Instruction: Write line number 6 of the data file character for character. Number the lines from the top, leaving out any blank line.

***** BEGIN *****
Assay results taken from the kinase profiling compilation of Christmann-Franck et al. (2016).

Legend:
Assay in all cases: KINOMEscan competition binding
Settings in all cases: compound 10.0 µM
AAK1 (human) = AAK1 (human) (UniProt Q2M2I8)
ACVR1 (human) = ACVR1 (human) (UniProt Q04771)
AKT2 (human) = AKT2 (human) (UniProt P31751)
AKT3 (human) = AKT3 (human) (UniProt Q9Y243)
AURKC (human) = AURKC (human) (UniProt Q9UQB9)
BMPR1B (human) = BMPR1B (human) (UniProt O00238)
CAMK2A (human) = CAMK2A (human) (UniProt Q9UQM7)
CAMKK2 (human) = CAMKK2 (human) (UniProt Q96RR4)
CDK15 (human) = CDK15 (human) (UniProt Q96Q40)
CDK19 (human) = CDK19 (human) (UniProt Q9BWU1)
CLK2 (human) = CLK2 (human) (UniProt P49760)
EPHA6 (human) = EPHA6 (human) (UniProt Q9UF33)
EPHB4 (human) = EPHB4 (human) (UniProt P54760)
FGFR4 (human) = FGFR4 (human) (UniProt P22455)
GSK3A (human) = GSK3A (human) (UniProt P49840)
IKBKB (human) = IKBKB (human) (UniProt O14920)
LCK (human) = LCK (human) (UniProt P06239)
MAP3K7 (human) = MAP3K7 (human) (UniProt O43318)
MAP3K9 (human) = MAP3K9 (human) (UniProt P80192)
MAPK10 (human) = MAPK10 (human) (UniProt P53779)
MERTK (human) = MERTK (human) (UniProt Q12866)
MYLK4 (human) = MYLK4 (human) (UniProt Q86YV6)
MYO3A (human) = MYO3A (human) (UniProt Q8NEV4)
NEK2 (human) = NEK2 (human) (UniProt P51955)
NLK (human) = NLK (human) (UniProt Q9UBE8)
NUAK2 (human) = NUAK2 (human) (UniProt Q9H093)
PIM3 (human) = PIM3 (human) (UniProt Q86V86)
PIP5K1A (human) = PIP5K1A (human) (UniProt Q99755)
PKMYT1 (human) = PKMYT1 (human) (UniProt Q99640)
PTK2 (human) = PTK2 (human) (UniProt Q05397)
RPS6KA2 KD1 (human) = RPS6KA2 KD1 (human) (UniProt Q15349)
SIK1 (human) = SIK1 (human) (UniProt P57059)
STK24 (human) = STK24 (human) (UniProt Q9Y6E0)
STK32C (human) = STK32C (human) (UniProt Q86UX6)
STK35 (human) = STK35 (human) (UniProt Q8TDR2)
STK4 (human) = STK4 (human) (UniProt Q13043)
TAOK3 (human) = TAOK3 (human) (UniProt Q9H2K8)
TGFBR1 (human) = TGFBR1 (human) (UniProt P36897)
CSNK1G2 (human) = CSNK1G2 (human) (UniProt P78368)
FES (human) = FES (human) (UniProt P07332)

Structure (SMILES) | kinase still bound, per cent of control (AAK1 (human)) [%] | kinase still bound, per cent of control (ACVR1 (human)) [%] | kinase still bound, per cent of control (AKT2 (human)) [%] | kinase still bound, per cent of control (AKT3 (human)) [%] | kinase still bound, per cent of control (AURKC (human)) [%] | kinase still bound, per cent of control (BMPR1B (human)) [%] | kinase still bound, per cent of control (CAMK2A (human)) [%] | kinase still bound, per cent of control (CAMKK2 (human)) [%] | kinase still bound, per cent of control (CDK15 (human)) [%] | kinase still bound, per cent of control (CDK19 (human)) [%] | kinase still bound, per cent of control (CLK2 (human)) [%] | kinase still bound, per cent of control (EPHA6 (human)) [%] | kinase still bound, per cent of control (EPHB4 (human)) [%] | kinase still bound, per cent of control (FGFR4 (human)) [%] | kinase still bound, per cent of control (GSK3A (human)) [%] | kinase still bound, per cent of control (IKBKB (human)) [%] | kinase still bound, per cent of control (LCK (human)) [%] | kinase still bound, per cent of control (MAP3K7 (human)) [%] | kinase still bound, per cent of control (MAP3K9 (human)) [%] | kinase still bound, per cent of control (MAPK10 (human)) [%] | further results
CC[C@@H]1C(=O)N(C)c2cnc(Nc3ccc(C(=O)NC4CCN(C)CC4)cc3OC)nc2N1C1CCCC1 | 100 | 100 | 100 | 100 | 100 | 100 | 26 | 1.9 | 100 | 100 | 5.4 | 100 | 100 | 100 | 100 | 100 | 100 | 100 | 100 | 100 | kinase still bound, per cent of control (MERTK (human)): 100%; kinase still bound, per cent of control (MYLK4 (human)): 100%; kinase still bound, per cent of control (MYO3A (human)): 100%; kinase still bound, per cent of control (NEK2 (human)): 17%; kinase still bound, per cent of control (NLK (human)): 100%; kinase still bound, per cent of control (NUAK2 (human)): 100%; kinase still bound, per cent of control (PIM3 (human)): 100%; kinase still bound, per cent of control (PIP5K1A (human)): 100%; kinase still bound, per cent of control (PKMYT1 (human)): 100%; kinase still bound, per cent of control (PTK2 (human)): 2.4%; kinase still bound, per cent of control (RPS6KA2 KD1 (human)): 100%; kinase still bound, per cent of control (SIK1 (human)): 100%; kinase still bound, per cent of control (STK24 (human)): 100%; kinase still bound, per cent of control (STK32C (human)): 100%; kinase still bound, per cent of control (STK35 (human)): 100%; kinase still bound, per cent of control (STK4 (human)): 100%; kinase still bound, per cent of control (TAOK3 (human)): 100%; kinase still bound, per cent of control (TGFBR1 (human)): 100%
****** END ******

ACVR1 (human) = ACVR1 (human) (UniProt Q04771)